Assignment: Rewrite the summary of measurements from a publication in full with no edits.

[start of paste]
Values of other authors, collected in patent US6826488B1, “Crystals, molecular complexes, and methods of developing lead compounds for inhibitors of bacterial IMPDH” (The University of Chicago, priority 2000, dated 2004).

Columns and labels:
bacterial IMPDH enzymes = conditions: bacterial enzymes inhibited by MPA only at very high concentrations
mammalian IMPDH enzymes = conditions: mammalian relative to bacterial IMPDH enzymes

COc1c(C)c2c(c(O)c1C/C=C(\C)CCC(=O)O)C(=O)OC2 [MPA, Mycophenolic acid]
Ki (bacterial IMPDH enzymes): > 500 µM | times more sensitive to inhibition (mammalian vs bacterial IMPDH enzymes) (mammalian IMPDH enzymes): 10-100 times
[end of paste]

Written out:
Values of other authors, collected in patent US6826488B1, “Crystals, molecular complexes, and methods of developing lead compounds for inhibitors of bacterial IMPDH” (The University of Chicago, priority 2000, dated 2004).

Columns and labels:
bacterial IMPDH enzymes = conditions: bacterial enzymes inhibited by MPA only at very high concentrations
mammalian IMPDH enzymes = conditions: mammalian relative to bacterial IMPDH enzymes

COc1c(C)c2c(c(O)c1C/C=C(\C)CCC(=O)O)C(=O)OC2 [MPA, Mycophenolic acid]
Ki (bacterial IMPDH enzymes): > 500 µM | times more sensitive to inhibition (mammalian vs bacterial IMPDH enzymes) (mammalian IMPDH enzymes): 10-100 times